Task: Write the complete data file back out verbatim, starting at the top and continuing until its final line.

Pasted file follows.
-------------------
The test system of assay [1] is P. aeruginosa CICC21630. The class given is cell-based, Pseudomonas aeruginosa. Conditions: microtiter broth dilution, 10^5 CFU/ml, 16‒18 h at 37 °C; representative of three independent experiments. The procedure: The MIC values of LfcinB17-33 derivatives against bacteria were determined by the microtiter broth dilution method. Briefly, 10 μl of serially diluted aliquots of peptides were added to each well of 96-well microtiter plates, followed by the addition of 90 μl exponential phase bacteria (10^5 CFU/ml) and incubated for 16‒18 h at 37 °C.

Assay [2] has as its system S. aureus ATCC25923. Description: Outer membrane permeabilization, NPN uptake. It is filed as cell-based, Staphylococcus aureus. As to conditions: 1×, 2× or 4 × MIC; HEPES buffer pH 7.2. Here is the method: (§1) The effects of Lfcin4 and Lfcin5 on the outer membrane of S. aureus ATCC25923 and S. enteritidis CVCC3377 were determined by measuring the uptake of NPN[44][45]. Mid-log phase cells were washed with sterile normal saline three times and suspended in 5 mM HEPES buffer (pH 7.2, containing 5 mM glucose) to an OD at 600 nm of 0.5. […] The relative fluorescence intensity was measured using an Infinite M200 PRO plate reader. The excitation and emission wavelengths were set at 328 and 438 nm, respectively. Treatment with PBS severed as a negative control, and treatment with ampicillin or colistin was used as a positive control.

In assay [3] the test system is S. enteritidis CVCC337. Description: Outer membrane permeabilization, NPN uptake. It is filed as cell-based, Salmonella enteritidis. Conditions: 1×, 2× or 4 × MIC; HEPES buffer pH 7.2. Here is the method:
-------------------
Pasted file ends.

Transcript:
The test system of assay [1] is P. aeruginosa CICC21630. The class given is cell-based, Pseudomonas aeruginosa. Conditions: microtiter broth dilution, 10^5 CFU/ml, 16‒18 h at 37 °C; representative of three independent experiments. The procedure: The MIC values of LfcinB17-33 derivatives against bacteria were determined by the microtiter broth dilution method. Briefly, 10 μl of serially diluted aliquots of peptides were added to each well of 96-well microtiter plates, followed by the addition of 90 μl exponential phase bacteria (10^5 CFU/ml) and incubated for 16‒18 h at 37 °C.

Assay [2] has as its system S. aureus ATCC25923. Description: Outer membrane permeabilization, NPN uptake. It is filed as cell-based, Staphylococcus aureus. As to conditions: 1×, 2× or 4 × MIC; HEPES buffer pH 7.2. Here is the method: (§1) The effects of Lfcin4 and Lfcin5 on the outer membrane of S. aureus ATCC25923 and S. enteritidis CVCC3377 were determined by measuring the uptake of NPN[44][45]. Mid-log phase cells were washed with sterile normal saline three times and suspended in 5 mM HEPES buffer (pH 7.2, containing 5 mM glucose) to an OD at 600 nm of 0.5. […] The relative fluorescence intensity was measured using an Infinite M200 PRO plate reader. The excitation and emission wavelengths were set at 328 and 438 nm, respectively. Treatment with PBS severed as a negative control, and treatment with ampicillin or colistin was used as a positive control.

In assay [3] the test system is S. enteritidis CVCC337. Description: Outer membrane permeabilization, NPN uptake. It is filed as cell-based, Salmonella enteritidis. Conditions: 1×, 2× or 4 × MIC; HEPES buffer pH 7.2. Here is the method: